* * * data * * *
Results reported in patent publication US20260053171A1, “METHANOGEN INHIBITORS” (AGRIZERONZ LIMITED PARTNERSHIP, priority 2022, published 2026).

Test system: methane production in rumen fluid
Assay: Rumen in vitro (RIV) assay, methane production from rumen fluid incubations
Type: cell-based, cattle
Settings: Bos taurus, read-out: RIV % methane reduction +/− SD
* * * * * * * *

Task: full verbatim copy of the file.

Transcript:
Results reported in patent publication US20260053171A1, “METHANOGEN INHIBITORS” (AGRIZERONZ LIMITED PARTNERSHIP, priority 2022, published 2026).

Test system: methane production in rumen fluid
Assay: Rumen in vitro (RIV) assay, methane production from rumen fluid incubations
Type: cell-based, cattle
Settings: Bos taurus, read-out: RIV % methane reduction +/− SD